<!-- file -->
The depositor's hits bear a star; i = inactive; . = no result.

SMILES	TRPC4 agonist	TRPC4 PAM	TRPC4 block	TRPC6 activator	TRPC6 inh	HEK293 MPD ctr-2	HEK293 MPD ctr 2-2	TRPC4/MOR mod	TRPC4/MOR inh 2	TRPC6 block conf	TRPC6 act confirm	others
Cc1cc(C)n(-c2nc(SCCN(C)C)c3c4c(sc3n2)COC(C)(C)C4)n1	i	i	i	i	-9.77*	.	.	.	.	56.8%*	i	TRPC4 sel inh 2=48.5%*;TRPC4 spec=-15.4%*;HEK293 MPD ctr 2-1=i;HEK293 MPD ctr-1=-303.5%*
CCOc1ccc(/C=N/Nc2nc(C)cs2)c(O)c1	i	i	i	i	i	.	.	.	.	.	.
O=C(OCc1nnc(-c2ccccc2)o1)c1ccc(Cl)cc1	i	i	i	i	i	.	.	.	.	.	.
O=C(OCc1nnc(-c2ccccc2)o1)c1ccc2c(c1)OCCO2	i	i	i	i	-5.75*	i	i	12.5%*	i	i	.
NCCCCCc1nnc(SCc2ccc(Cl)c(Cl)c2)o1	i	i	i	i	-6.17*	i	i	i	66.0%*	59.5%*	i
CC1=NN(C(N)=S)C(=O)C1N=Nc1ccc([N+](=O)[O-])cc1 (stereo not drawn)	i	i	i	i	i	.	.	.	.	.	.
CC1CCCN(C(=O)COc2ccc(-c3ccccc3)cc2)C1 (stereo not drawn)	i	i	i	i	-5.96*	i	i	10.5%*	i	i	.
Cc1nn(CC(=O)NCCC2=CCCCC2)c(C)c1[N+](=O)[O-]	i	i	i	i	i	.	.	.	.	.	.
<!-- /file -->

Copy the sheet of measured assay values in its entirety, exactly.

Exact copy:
The depositor's hits bear a star; i = inactive; . = no result.

SMILES	TRPC4 agonist	TRPC4 PAM	TRPC4 block	TRPC6 activator	TRPC6 inh	HEK293 MPD ctr-2	HEK293 MPD ctr 2-2	TRPC4/MOR mod	TRPC4/MOR inh 2	TRPC6 block conf	TRPC6 act confirm	others
Cc1cc(C)n(-c2nc(SCCN(C)C)c3c4c(sc3n2)COC(C)(C)C4)n1	i	i	i	i	-9.77*	.	.	.	.	56.8%*	i	TRPC4 sel inh 2=48.5%*;TRPC4 spec=-15.4%*;HEK293 MPD ctr 2-1=i;HEK293 MPD ctr-1=-303.5%*
CCOc1ccc(/C=N/Nc2nc(C)cs2)c(O)c1	i	i	i	i	i	.	.	.	.	.	.
O=C(OCc1nnc(-c2ccccc2)o1)c1ccc(Cl)cc1	i	i	i	i	i	.	.	.	.	.	.
O=C(OCc1nnc(-c2ccccc2)o1)c1ccc2c(c1)OCCO2	i	i	i	i	-5.75*	i	i	12.5%*	i	i	.
NCCCCCc1nnc(SCc2ccc(Cl)c(Cl)c2)o1	i	i	i	i	-6.17*	i	i	i	66.0%*	59.5%*	i
CC1=NN(C(N)=S)C(=O)C1N=Nc1ccc([N+](=O)[O-])cc1 (stereo not drawn)	i	i	i	i	i	.	.	.	.	.	.
CC1CCCN(C(=O)COc2ccc(-c3ccccc3)cc2)C1 (stereo not drawn)	i	i	i	i	-5.96*	i	i	10.5%*	i	i	.
Cc1nn(CC(=O)NCCC2=CCCCC2)c(C)c1[N+](=O)[O-]	i	i	i	i	i	.	.	.	.	.	.